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Article first published online: 9 NOV 2011
Copyright © 2011 American Cancer Society
Volume 118, Issue 13, pages 3397–3406, 1 July 2012
How to Cite
Ehdaie, B., Atoria, C. L., Gupta, A., Feifer, A., Lowrance, W. T., Morris, M. J., Scardino, P. T., Eastham, J. A. and Elkin, E. B. (2012), Androgen deprivation and thromboembolic events in men with prostate cancer. Cancer, 118: 3397–3406. doi: 10.1002/cncr.26623
The authors acknowledge the efforts of the Applied Research Program, National Cancer Institute (NCI); the Office of Research, Development and Information, Centers for Medicare and Medicaid Services; Information Management Services (IMS), Inc.; and the Surveillance, Epidemiology, and End Results (SEER) Program tumor registries in the creation of the SEER-Medicare database.
See editorial on pages 3232–5, this issue.
- Issue published online: 18 JUN 2012
- Article first published online: 9 NOV 2011
- Manuscript Accepted: 21 JUL 2011
- Manuscript Revised: 28 JUN 2011
- Manuscript Received: 5 MAY 2011
- prostate cancer;
- deep vein thrombosis;
- pulmonary embolism;
- androgen deprivation;
- arterial embolism
Androgen deprivation therapy (ADT) improves prostate cancer outcomes in specific clinical settings, but is associated with adverse effects, including cardiac complications and possibly thromboembolic complications. The objective of this study was to estimate the impact of ADT on thromboembolic events (TEs) in a population-based cohort.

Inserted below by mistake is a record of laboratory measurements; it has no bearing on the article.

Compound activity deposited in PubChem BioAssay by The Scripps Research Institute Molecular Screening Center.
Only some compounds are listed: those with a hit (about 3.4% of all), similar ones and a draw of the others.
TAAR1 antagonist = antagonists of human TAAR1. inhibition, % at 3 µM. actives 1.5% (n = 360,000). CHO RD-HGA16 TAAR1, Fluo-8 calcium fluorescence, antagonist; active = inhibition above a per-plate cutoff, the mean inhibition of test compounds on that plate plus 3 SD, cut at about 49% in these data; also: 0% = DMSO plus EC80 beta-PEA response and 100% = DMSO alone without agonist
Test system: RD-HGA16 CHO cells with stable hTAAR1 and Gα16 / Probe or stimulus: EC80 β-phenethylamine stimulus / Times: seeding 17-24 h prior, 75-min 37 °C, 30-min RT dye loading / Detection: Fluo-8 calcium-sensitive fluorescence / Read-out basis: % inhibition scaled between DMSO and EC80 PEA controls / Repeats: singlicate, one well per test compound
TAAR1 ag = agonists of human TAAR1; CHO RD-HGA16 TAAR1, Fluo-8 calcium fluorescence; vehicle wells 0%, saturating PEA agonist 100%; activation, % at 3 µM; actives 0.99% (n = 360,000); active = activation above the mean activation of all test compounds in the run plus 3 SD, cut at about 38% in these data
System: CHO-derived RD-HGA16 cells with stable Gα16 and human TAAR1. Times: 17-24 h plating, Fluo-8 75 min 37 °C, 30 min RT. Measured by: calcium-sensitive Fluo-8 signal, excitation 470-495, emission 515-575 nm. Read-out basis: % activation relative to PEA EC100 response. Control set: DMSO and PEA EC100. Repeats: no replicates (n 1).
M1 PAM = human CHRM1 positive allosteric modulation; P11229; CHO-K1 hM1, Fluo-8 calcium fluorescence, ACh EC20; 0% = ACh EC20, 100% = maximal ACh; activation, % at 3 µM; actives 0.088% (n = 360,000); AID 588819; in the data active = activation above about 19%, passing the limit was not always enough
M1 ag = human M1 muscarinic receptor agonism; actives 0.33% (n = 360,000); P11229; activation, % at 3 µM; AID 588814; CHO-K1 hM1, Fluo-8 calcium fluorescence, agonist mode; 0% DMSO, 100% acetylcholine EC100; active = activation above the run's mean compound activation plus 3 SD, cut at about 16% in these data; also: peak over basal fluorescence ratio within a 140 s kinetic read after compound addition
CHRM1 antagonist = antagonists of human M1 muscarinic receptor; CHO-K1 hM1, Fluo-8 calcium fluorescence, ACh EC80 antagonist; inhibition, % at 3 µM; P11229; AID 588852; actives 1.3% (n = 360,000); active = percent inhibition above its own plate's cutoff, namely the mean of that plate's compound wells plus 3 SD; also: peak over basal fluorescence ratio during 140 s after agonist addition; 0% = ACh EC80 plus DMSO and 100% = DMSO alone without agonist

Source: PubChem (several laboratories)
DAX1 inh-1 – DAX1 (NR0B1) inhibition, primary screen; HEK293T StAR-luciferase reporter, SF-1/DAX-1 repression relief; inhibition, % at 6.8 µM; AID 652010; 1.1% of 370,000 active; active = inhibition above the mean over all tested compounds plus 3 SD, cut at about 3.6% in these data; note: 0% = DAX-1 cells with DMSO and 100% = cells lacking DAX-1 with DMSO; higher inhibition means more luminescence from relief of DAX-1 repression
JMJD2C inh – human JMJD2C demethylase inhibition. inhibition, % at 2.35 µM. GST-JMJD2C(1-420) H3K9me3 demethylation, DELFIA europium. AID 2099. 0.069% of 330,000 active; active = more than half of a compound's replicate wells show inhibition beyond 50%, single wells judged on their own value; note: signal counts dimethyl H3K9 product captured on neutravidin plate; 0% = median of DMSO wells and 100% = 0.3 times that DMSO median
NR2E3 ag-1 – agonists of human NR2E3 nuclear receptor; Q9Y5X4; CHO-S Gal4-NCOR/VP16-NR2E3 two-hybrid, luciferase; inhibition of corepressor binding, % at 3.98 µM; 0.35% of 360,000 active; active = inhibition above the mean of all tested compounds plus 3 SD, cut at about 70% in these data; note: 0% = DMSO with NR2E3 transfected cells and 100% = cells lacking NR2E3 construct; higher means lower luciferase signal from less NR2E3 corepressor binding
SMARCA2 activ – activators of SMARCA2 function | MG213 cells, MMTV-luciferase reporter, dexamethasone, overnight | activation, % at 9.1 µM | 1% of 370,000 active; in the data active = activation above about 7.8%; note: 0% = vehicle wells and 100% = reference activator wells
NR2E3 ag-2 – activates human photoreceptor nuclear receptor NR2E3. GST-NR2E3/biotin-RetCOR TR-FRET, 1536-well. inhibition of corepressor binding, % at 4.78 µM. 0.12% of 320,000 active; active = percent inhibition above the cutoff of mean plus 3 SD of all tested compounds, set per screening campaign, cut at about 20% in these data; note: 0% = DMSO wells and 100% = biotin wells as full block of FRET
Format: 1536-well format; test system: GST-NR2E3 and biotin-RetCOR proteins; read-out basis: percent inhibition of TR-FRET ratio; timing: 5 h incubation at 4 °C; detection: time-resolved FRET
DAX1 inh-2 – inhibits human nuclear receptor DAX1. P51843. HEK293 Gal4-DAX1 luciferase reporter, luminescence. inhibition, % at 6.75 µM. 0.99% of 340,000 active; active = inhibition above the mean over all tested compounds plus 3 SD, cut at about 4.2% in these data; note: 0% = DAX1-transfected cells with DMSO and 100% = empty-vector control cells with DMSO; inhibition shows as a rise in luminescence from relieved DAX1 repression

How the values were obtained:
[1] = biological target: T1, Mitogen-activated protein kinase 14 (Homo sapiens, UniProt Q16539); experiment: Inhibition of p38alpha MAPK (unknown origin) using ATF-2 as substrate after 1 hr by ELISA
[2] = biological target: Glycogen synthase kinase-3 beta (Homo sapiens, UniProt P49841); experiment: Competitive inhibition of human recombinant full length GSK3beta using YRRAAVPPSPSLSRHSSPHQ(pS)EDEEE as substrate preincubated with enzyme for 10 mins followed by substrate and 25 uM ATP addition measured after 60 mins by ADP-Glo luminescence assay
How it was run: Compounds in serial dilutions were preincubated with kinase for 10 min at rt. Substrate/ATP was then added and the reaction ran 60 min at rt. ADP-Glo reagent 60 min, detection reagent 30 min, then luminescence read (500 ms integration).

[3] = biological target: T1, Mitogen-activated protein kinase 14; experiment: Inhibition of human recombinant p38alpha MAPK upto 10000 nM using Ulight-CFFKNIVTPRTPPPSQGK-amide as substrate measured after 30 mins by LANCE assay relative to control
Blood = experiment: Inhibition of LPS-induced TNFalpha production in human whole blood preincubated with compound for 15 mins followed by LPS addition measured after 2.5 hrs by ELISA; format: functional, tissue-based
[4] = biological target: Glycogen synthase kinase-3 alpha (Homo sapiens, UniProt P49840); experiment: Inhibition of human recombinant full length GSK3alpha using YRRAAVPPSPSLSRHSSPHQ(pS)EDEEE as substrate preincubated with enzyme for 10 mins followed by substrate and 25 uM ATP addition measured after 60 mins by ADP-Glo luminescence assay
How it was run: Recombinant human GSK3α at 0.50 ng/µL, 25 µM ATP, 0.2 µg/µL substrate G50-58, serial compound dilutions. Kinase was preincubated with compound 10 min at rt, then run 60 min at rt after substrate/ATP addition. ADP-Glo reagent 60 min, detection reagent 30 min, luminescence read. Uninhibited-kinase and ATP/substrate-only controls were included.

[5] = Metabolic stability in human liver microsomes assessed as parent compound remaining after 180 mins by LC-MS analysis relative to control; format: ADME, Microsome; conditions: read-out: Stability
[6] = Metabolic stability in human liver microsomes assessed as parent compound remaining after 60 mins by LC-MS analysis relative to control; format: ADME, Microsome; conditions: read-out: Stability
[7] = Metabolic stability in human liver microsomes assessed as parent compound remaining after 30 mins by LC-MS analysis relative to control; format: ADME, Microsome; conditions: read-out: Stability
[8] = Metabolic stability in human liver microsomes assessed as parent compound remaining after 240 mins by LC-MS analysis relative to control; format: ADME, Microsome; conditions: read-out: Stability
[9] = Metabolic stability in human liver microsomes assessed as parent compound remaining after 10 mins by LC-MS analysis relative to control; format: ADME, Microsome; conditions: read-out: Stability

In the linked Surveillance, Epidemiology and End Results–Medicare database, we identified men older than 65 who were diagnosed with nonmetastatic prostate cancer between 1999 and 2005. Medical or surgical ADT was identified by Medicare claims for gonadotropin-releasing hormone agonists or bilateral orchiectomy at any time following diagnosis. TEs included deep venous thrombosis, pulmonary embolism, and arterial embolism. The impact of ADT on the risk of any TE and on total number of events was estimated, controlling for patient and tumor characteristics.
Of 154,611 patients with prostate cancer, 58,466 (38%) received ADT. During a median follow-up of 52 months, 15,950 men had at least 1 TE, including 8829 (55%) who had ADT and 7121 (45%) with no ADT. ADT was associated with increased risk of a TE (adjusted hazard ratio = 1.56; 95% confidence interval, 1.50-1.61; P < .0001), and duration of ADT was associated with the total number of events (P < .0001).
In this population-based cohort, ADT was associated with increased risk of a TE, and longer durations of ADT were associated with more TEs. Men with intermediate- and low-risk prostate cancer should be assessed for TE risk factors before starting ADT and counseled regarding the risks and benefits of this therapy. Cancer 2011. © 2011 American Cancer Society.